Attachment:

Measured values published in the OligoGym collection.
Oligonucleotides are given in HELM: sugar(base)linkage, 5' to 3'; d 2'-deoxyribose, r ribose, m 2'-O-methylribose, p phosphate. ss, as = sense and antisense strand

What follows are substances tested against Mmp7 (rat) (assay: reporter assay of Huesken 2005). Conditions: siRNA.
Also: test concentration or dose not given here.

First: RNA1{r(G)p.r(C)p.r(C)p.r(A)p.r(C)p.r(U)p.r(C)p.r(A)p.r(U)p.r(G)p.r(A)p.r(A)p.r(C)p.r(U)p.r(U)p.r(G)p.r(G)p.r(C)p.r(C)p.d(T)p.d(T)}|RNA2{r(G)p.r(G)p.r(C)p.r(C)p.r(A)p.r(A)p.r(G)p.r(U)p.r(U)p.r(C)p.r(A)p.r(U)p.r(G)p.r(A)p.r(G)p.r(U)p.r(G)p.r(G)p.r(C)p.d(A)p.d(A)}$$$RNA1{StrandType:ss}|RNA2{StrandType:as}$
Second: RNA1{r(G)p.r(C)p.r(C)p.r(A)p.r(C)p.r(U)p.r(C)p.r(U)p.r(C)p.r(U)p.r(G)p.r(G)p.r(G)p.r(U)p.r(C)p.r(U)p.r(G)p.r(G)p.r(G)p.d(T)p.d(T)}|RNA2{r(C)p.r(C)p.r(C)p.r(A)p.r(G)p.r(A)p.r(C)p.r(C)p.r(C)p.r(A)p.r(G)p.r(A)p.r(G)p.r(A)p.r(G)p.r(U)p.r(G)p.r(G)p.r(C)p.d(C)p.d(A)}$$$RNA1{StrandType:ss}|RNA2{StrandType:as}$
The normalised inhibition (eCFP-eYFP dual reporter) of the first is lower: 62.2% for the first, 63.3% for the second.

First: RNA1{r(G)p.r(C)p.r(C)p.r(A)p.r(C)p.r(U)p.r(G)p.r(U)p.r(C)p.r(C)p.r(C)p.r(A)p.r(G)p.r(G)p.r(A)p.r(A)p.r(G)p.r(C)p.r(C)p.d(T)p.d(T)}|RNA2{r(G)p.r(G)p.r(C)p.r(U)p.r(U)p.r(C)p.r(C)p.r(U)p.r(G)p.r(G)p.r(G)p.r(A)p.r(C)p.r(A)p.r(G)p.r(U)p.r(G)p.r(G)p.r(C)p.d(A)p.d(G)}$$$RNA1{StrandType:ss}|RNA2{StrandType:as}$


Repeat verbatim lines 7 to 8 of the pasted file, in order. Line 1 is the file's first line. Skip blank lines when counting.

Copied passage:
The normalised inhibition (eCFP-eYFP dual reporter) of the first is lower: 62.2% for the first, 63.3% for the second.

First: RNA1{r(G)p.r(C)p.r(C)p.r(A)p.r(C)p.r(U)p.r(G)p.r(U)p.r(C)p.r(C)p.r(C)p.r(A)p.r(G)p.r(G)p.r(A)p.r(A)p.r(G)p.r(C)p.r(C)p.d(T)p.d(T)}|RNA2{r(G)p.r(G)p.r(C)p.r(U)p.r(U)p.r(C)p.r(C)p.r(U)p.r(G)p.r(G)p.r(G)p.r(A)p.r(C)p.r(A)p.r(G)p.r(U)p.r(G)p.r(G)p.r(C)p.d(A)p.d(G)}$$$RNA1{StrandType:ss}|RNA2{StrandType:as}$